VP9. Hardware accelerated up to 1080p @ 60fps, Profile 2 up to 20 Mbps
H.265 (HEVC). Hardware accelerated up to 1080p @ 30fps, 25 Mbps, Main Profile Level 4.0, Color space 8-bit support

H.264. Hardware accelerated up to 1080p @ 30fps or 720p @ 60fps, 20 Mbps, High Profile up to Level 4

VP8 & VP9 is not listed
Dolby Vision. Dolby Vision support for Profile 4-MEL, 5, 8, 9. (Up to Level 9 for profiles 5 and 8. Up to Level 5 for Profile 9.)

H.265 (HEVC). Hardware accelerated up to 3840x2160p (4K) @ 60fps, 35 Mbps, Main 10 Profile Level 5.1, Color space 8-bit and 10-bit input with HDR10, HDR10+, and HLG.

H.264. Hardware accelerated up to 3840x2160p (4K) @ 30fps, 1080p @ 60fps, or 720p @ 60fps, 20 Mbps, High Profile up to Level 4.

VP8. Supported up to 1080p 30fps. Baseline profile, non-secure

VP9. Hardware accelerated up to 1080p @ 60fps, Profile 2 up to 20 Mbps
H.265 (HEVC). Hardware accelerated up to 2160p (4K) @ 60fps Main Profile Level 5.1

H.264. Hardware accelerated up to 2160p @ 30fps or 1080p @ 60fps, 20 Mbps, High Profile up to Level 4

VP8

VP9. Hardware accelerated up to 2160p @ 60fps (with limitations)
AudioDolby Atmos, Dolby Digital, Dolby Digital+ surround sound (not on Lite model)

HDMI Audio pass-through for Dolby Digital, Dolby Digital+ and Dolby Atmos.
Dolby Audio, 5.1 surround sound
2ch stereo, and HDMI audio pass-through up to 7.1
Dolby Atmos, 7.1 surround sound
2ch stereo and HDMI audio pass through up to 5.1.
Dolby Atmos, 7.1 surround sound
2ch stereo and HDMI audio pass through up to 5.1.
SpeakerNoNoNoBuilt-in 1.6'' (40 mm) speaker
Voice ControlYesYes, with Alexa Voice Remote or paired EchoYes, with the Alexa Voice Remote or paired echoFar-field and near-field voice support
ProcessorMediaTek MT8695D
Quad Core
4x ARM Cortex-A53 @1.7GHz
32-bit
MediaTek MT8127D
4x ARM Cortex-A7 @ 1.3 GHz
MediaTek MT8695D
4x ARM Cortex-A53 @1.7GHz
Amlogic S922X
Hex-core
4 x Arm Coretex A73 - 2.2 GHz
2 x Arm Coretex A53 - 1.9 GHz
GPUIMG GE8300Mali 450 MP4PowerVR IMG GE8300 Mali G52-MP6, 800 MHz
Storage8GB8GB8GB16GB
Memory1GB, DDR41GB1.5GB2GB
Wi-Fi802.11ac dual-band MIMO Wi-Fi - dual-antenna802.11ac dual-band MIMO Wi-Fi802.11ac dual-band MIMO Wi-Fi802.11ac dual-band MIMO Wi-Fi - dual-antenna
Ethernet No - Ethernet adaptopr limited to 10/100No - Ethernet adaptopr limited to 10/100No - Ethernet adaptopr limited to 10/100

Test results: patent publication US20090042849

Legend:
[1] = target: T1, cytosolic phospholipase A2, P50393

PortsHDMI, Power, Micro USB, Wired Infrared supportHDMI output, micro-USB for power only.HDMI output, micro-USB for power only.HDMI, power, micro-USB, wired infrared support
BluetoothBluetooth 5.0Bluetooth 4.1BT 4.2 and BLEBluetooth 5.0 + LE.

It is the remote that remains one of the strong points about the Fire TV, this fully integrates with both my TV and amplifier working seamlessly as one universal remote control. Much more than can be said for the new Nvidia Shield, which only seems to want to work with the receiver.

As for watching TV on the device, it works the same as last year. Compatibility is superb,  I have experienced no issues with playing back content, including 4K. The overall picture quality is excellent, though you may need to tweak the settings. I spent over a week using my Sony AF8 OLED in 8bit mode, and I was getting paranoid there was an issue with the TV due to all the backs and greys being blotchy.

Where Amazon still outshines Nvidia is the availability of catch up services. Nvidia still lacks Channel 4 where has Amazon has the full line up. The Shield has Chromecast, but I find it much more inconvenient to use than a native app.

It is also worth noting that Amazon supports HDR10+ and Dolby Vision, while the Shield only has Dolby Vision.

With this interfacing with your TV, you get similar functionality to the Echo Show so can call up video footage from compatible cameras and such. As I lack any of these (apart from Ring) I have not tested them.

Overall

While I do have a couple of gripes with the Amazon Fire TV Cube, it is a superb device and better than last years, offering excellent voice control superb HDR compatibility and being one of the best streaming devices on the market.

However, I just don’t feel the 120% price increase is worth it over last year’s Amazon Fire TV Stick 4K even if you add in an Echo Dot you are paying £100 full price or £85 currently.

I am however also having some issues with the new Nvidia Shield with he audio dropping out, so as far as new streaming devices go, I am not sure which is best yet, and for the time being, I am still classing last year’s Fire TV Stick as the best device for streaming.

  • Overall - 75%
    75%
75%

Summary

While this is an excellent addition to the Fire TV family, the gripes I had with it combined with its price mean that the Amazon Fire TV 4K is probably a better buy overall. However, this is probably something I will inevitably re-buy during Black Friday or other sales when the price is more attractive

Last update on 2020-10-25 / Affiliate links / Images from Amazon Product Advertising API